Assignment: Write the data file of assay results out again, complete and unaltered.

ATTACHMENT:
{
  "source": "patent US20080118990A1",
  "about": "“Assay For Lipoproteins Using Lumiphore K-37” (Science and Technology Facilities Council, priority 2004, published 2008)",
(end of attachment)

{
  "source": "patent US20080118990A1",
  "about": "“Assay For Lipoproteins Using Lumiphore K-37” (Science and Technology Facilities Council, priority 2004, published 2008)",